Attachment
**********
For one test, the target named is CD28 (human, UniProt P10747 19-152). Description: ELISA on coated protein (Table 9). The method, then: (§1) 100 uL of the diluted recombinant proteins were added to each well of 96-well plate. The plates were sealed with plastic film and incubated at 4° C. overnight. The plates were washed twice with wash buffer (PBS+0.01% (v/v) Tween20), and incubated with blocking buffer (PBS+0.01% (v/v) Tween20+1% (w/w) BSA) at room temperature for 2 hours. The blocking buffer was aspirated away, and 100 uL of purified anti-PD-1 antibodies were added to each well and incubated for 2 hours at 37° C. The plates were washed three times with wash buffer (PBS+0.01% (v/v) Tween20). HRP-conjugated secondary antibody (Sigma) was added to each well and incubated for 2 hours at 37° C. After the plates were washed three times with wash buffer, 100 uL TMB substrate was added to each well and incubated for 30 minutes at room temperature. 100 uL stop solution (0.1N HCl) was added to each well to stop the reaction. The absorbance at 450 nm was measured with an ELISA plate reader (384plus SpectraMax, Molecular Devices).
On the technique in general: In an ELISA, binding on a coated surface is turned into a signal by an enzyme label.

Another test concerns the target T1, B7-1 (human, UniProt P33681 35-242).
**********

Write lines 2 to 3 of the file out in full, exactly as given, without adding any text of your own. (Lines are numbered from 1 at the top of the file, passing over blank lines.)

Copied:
On the technique in general: In an ELISA, binding on a coated surface is turned into a signal by an enzyme label.

Another test concerns the target T1, B7-1 (human, UniProt P33681 35-242).